Elly Blue penned a cogent article on the BikePortland.org site - Worth a read if you haven’t come across it
She brings up a number of excellent points which I won’t attempt to reiterate here.
It made me think of a few others which might compliment them:
Thought #1 - The Base Perspective
On a good day, it seems we may be oh-so-slowly wrenching the perspective away from racing as the driving factor in cycling. That’s a tough switch, as there was a big lump of people who discovered cycling when Greg Lemond first won the Tour, and a more widespread cultural awareness when Lance Armstrong had his run. That racing approach becomes The Way until you finally realize that it has as much to do with cycling in general as does Formula One racing with using a car in your personal life. There are changes afoot, everything from that group aging to the adoption of more practical approaches to bicycling.
When I worked in a shop, if someone came in to buy a road bike the oft-repeated answer to their inevitable comment that the bars were too far and too low was - “well, after you develop the muscles, it will be more comfortable to you.” Which is pretty much why a whole generation of riders got introduced to cycling by riding mountain bikes on flat, paved paths. But, the expectation was that if you were buying a road bike, you intended to ride it fast, gritting your teeth and mimicking the “pro fit.”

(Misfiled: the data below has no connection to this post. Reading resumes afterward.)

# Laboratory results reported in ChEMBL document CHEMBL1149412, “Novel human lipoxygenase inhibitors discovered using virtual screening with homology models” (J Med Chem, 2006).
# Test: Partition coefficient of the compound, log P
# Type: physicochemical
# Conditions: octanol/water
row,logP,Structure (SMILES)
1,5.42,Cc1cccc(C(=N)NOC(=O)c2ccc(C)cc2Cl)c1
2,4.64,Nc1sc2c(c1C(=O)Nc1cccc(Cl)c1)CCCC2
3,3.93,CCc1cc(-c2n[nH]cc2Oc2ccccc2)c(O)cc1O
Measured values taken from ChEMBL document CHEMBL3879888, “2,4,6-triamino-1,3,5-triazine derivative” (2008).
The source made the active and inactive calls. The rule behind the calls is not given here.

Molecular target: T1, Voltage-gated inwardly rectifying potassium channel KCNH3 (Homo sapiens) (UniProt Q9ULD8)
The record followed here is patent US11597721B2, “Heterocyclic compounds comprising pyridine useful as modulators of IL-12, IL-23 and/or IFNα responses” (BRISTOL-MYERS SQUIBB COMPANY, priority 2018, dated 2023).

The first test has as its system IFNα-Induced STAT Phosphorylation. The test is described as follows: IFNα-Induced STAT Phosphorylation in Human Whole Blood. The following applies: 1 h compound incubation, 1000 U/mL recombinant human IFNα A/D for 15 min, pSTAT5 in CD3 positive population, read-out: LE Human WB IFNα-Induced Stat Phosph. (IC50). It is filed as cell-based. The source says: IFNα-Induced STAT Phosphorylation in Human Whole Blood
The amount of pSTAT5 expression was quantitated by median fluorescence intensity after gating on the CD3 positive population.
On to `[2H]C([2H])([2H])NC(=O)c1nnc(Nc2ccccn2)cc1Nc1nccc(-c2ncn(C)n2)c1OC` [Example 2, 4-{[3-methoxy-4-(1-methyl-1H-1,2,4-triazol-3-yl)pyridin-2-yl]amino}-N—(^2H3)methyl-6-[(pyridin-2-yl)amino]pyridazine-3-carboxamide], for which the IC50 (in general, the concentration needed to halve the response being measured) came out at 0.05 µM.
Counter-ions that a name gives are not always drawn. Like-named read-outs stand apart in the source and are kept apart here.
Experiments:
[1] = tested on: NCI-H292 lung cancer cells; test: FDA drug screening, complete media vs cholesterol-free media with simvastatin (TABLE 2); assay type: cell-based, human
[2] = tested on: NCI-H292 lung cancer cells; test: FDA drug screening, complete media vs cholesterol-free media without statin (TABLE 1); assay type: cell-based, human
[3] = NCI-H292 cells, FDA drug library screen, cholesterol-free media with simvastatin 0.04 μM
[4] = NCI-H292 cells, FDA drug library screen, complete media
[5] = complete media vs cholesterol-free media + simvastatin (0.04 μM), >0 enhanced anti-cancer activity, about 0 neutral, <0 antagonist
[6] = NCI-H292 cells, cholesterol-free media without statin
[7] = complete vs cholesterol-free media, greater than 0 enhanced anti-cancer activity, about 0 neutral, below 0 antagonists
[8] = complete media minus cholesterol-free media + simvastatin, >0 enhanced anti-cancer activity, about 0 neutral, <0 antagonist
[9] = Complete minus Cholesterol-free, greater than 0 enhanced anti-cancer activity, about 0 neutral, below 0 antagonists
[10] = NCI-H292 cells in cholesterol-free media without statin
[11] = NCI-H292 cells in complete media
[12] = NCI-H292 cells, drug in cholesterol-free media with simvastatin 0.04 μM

The first Specialized Globe (’93?) was a beautiful bike but an abject failure. Bike shops didn’t know how to sell it, even if it became the most used “shop errand” bike. When the Breezer city/utility bicycles became available, there wasn’t a lot like them, and they struggled until non-traditional bike shops (like REI, with a different client base and sales force) had some successes. Before that, you pretty much had to either import something similar or build your own up from a random frameset. Now there are porteurs, tweed rides and city bikes of all manner - an entire paradigm based on using the inherent efficiency of the bicycle in an urban environment or the enjoyment of the ride.
Granted the great chunk of the industry is racing focused, but what was definitely outside the mainstream has become an identified segment. You don’t need to dress funny unless you want to. It makes it look normal and fun.
more to follow